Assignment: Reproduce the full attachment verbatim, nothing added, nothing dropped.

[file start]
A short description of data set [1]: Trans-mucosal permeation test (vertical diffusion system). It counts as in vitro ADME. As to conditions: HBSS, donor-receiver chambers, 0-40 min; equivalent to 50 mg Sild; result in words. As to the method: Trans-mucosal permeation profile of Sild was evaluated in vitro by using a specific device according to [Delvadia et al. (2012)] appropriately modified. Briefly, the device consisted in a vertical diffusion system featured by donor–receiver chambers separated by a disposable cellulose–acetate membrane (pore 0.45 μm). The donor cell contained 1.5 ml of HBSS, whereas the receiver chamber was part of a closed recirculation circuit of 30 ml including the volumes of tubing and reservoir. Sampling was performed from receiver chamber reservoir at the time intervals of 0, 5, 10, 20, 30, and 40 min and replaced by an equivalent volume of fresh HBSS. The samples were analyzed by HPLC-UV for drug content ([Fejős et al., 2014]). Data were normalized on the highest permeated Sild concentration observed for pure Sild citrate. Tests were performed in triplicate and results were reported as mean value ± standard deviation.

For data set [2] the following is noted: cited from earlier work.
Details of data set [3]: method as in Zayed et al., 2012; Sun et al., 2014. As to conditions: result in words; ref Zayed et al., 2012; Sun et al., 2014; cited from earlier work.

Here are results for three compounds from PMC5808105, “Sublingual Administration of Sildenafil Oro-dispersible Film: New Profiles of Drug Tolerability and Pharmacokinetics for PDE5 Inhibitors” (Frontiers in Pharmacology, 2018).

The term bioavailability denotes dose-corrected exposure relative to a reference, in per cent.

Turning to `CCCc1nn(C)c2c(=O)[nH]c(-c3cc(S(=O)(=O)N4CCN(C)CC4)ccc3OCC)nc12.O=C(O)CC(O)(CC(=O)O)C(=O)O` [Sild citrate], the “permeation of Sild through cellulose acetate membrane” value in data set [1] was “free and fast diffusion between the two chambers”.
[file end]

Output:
A short description of data set [1]: Trans-mucosal permeation test (vertical diffusion system). It counts as in vitro ADME. As to conditions: HBSS, donor-receiver chambers, 0-40 min; equivalent to 50 mg Sild; result in words. As to the method: Trans-mucosal permeation profile of Sild was evaluated in vitro by using a specific device according to [Delvadia et al. (2012)] appropriately modified. Briefly, the device consisted in a vertical diffusion system featured by donor–receiver chambers separated by a disposable cellulose–acetate membrane (pore 0.45 μm). The donor cell contained 1.5 ml of HBSS, whereas the receiver chamber was part of a closed recirculation circuit of 30 ml including the volumes of tubing and reservoir. Sampling was performed from receiver chamber reservoir at the time intervals of 0, 5, 10, 20, 30, and 40 min and replaced by an equivalent volume of fresh HBSS. The samples were analyzed by HPLC-UV for drug content ([Fejős et al., 2014]). Data were normalized on the highest permeated Sild concentration observed for pure Sild citrate. Tests were performed in triplicate and results were reported as mean value ± standard deviation.

For data set [2] the following is noted: cited from earlier work.
Details of data set [3]: method as in Zayed et al., 2012; Sun et al., 2014. As to conditions: result in words; ref Zayed et al., 2012; Sun et al., 2014; cited from earlier work.

Here are results for three compounds from PMC5808105, “Sublingual Administration of Sildenafil Oro-dispersible Film: New Profiles of Drug Tolerability and Pharmacokinetics for PDE5 Inhibitors” (Frontiers in Pharmacology, 2018).

The term bioavailability denotes dose-corrected exposure relative to a reference, in per cent.

Turning to `CCCc1nn(C)c2c(=O)[nH]c(-c3cc(S(=O)(=O)N4CCN(C)CC4)ccc3OCC)nc12.O=C(O)CC(O)(CC(=O)O)C(=O)O` [Sild citrate], the “permeation of Sild through cellulose acetate membrane” value in data set [1] was “free and fast diffusion between the two chambers”.